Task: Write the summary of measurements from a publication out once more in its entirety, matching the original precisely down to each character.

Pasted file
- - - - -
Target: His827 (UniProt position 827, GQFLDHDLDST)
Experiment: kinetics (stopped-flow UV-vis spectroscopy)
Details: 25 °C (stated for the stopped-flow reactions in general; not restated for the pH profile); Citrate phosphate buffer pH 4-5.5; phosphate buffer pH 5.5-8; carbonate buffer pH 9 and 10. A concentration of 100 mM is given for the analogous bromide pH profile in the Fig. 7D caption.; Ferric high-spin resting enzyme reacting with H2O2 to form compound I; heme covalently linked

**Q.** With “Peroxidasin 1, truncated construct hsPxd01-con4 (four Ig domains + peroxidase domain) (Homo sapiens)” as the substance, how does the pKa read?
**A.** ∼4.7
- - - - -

Target: His827 (UniProt position 827, GQFLDHDLDST)
Experiment: kinetics (stopped-flow UV-vis spectroscopy)
Details: 25 °C (stated for the stopped-flow reactions in general; not restated for the pH profile); Citrate phosphate buffer pH 4-5.5; phosphate buffer pH 5.5-8; carbonate buffer pH 9 and 10. A concentration of 100 mM is given for the analogous bromide pH profile in the Fig. 7D caption.; Ferric high-spin resting enzyme reacting with H2O2 to form compound I; heme covalently linked

**Q.** With “Peroxidasin 1, truncated construct hsPxd01-con4 (four Ig domains + peroxidase domain) (Homo sapiens)” as the substance, how does the pKa read?
**A.** ∼4.7